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14 Comments

cityscape

Spotted: A Graffiti Plea

SPOTTED BY: Twitter user Carla D.

WHERE: The back of 533 Richmond Street West.

WHEN: Monday, April 23.

WHAT: Mayor Rob Ford has been pursuing an aggressive anti-graffiti agenda, the focus of which is encouraging people to report vandalism when it appears on walls. The trouble is that when a defaced wall is reported to the City, it’s the owner of the building—not the vandal—who has to bear the cost of cleanup. Effectively, the City’s graffiti rules punish victims. Some bear the perceived injustice quietly, while others remonstrate with the City. This person, though, has taken a more original approach. Maybe kids who aren’t dissuaded by the bylaw will be swayed by this laminated sign. Who knows? In any case, it’s cheaper than paint.

Spotted features interesting things our readers discover in their journeys across Toronto. If you spot something interesting, send a photo and pertinent details to tips@torontoist.com.

Comments

  • DEVO

    It’s worth noting that these policies have been on the books in Toronto for much longer than Rob Ford has been in office.

    • AEM

      Have any of the previous administrations gone out of their way to punish business owners that do not object to grafitti like this one has? I honestly don’t know, but I don’t remember this ever being an issue in the 30+ years I have lived in this city. Seems incredibly ridiculous to me that business owners are being punished for something almost entirely beyond their control. I truly feel for these business owners being extorted by City Hall for the sole purpose of salvaging some of Mayor Ford’s pride. Gross :(

      • Anonymous

        Yes. The graffiti bylaw was aggressively enforced by Howard Moscoe, chair of Municipal Licensing and Standards. He dismissed business complaints, saying that removing graffiti was part of a business’s “responsibility as a citizen.” In 2008, the Toronto Star said Moscoe was “blaming the victim for the crime.”

    • OutsideLookingIn

      Rob fords administration is the only one in recent memory to target business owners. Know your facts before you troll

      • Anonymous

        Uh, I don’t think it’s trolling to point that out. Nevertheless it’s probably a bad idea to have such a law on the books for the very reason that someone in power might use it.

        • OutsideLookingIn

          Making comments on subjects which you are uninformed about, just to get a reaction is trolling.

          • Curious_toronto_guy

            Considering your comment came SIX HOURS after JohnfromTO posted something to inform you about the truth, it seems that you are the one uninformed. Did you even read the Star’s article? Or can you?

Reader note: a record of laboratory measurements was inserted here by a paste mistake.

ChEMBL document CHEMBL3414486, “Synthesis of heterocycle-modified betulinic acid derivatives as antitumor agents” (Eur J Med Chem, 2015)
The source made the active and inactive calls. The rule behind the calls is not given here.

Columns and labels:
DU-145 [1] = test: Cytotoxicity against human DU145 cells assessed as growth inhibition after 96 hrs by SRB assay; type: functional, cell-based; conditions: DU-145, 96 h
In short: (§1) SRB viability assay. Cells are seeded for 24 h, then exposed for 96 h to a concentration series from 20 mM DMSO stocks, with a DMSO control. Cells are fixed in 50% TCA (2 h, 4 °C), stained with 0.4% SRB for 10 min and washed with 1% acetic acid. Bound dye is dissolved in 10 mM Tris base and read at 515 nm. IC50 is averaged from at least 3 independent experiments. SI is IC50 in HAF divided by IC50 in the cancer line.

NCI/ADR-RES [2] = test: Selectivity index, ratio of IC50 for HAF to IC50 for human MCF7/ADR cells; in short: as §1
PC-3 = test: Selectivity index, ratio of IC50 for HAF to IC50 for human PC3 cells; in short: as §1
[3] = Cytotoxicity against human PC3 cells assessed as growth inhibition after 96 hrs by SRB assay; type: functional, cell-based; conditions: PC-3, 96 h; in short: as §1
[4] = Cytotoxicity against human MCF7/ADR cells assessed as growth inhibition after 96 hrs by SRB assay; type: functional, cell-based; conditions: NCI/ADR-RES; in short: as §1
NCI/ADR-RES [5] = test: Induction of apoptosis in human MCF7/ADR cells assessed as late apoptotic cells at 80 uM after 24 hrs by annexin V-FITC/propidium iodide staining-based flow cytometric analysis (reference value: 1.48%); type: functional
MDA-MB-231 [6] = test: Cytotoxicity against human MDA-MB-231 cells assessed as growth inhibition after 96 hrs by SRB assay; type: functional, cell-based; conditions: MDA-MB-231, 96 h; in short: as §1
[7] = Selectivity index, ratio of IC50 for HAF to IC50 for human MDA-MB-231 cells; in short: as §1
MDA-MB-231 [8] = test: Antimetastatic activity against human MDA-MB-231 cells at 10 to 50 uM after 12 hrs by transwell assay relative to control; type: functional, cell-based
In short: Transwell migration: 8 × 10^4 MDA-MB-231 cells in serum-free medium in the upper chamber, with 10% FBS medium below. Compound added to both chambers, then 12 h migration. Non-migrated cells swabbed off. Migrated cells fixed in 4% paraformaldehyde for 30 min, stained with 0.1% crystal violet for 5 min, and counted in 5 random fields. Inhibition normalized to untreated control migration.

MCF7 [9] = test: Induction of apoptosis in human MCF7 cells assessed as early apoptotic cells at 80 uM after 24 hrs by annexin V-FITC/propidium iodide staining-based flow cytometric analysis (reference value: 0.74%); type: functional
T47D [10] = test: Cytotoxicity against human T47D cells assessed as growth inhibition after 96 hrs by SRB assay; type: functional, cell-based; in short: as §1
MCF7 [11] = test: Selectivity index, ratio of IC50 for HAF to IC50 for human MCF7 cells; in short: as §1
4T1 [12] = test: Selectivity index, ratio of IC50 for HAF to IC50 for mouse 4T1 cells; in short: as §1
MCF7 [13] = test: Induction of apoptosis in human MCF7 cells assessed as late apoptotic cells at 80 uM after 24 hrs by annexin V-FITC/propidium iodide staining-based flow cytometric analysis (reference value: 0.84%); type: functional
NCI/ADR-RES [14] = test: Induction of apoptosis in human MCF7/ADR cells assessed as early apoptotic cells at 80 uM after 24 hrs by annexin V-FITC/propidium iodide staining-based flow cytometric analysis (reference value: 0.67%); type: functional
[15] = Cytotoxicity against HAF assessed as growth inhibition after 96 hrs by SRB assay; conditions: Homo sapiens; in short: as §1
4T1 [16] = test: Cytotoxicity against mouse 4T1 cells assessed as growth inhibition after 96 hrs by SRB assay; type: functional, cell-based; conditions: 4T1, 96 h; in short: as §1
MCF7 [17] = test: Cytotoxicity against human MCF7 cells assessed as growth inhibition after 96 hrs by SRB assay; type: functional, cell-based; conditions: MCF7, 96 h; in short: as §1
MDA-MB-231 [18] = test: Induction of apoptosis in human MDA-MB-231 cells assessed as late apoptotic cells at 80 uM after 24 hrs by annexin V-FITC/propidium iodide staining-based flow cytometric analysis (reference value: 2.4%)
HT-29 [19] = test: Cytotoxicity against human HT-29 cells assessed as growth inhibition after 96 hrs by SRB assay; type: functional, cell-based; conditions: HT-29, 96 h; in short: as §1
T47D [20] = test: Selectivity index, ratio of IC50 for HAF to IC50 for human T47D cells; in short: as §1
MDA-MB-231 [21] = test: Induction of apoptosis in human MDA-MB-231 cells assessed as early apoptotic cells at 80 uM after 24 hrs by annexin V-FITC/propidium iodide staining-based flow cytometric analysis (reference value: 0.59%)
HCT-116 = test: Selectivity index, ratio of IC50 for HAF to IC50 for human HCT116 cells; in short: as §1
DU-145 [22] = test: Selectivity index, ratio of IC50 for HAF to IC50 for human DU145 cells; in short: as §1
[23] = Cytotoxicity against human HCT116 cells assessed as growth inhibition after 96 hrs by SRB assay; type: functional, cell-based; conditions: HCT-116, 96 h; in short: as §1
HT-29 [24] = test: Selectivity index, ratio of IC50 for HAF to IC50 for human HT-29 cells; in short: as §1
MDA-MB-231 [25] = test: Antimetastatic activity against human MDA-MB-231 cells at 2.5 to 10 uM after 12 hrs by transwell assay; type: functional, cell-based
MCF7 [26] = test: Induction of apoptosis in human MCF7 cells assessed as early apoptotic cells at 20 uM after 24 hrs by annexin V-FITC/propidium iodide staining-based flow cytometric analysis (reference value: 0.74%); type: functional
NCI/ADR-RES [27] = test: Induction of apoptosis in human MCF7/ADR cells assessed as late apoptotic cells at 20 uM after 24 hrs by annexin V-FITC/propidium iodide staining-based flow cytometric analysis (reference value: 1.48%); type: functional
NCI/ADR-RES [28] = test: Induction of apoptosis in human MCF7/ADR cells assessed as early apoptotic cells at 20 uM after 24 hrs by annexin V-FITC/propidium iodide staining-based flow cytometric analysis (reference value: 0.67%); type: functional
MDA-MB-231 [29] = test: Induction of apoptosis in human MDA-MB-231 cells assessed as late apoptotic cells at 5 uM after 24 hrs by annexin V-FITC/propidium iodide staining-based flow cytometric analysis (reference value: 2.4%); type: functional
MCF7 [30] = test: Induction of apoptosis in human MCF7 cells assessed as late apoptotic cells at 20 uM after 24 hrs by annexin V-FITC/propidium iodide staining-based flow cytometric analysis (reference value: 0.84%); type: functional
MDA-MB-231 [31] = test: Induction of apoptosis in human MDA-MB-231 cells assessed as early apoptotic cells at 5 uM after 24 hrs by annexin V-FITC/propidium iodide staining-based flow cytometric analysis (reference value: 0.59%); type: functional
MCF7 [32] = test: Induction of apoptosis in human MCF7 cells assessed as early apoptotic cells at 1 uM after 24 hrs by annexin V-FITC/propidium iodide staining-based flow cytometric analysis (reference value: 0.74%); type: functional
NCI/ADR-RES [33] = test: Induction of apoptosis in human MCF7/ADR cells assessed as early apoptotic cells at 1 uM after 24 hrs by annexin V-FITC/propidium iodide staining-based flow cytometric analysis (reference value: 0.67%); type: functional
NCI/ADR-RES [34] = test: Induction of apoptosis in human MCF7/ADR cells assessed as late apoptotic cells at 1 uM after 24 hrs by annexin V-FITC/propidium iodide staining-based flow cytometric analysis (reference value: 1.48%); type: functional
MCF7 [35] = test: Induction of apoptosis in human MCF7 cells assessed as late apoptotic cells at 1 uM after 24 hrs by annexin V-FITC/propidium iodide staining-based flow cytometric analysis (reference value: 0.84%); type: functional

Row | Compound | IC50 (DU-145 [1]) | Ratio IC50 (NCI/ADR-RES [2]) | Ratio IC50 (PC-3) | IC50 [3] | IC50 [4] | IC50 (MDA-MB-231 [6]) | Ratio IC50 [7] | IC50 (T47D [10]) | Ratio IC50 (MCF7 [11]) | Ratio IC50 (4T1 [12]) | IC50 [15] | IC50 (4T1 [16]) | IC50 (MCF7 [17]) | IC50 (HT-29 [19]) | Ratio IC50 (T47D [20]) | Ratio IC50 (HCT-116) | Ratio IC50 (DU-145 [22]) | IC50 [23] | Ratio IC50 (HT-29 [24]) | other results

• Anonymous

        It’s going to be so cool to beat Anti-Business Rob Ford over the head with this come election time…

  • http://twitter.com/di0nysys Andrew Smith

    :(

  • Anonymous
  • Side_kid

    Stop whining then, and commission something.

  • Yonge

    Everyone below… its not business owners that are responsible, it is building owners (landlords). Myself as a landlord have painted the rear (alley) of my building over and over again, only to have it tagged and tagged. The rules the city has isn’t really working out as typically high school kids continue to mark up the exterior walls once they see a fresh new “canvas”.

  • Pete

    ha ha ha ha she’s asking people with no respect to have respect ha ha ha ha

    also, if she likes art on her property, commission something then tell the city to go f itself

  • Anonymous

    If the city is against tagging, then it has to see to it that the vandals are punished. The underlying assumption that if property owners quickly clean up the tags, it will decline as a problem is not that valid without a strong effort on the part of law enforcement to track down and arrest the vandals. Their serial vandalism adds up over time to thousands of dollars (if not tens of thousands) in property crime. The logical punishment is removing graffiti as community service, but graffiti may seem like a petty crime in law and hence punishable generically with a fine.

    At the end of the day, it’s unlikely that most victims will get anything out of attempts to catch the taggers besides the possibility of less tagging in the future, so they must unfortunately clean up the graffiti by law currently. The solution to this flawed system of “punishing” the victim with mandatory clean up may be a city service that removes graffiti on both public and private property akin to Chicago’s Graffiti Blasters. It would cost money to taxpayers, but by having everyone impacted by these vandals could create a culture that bands together democratically to take on vandals and better accommodate real street artists with a greater number of legitimate opportunities.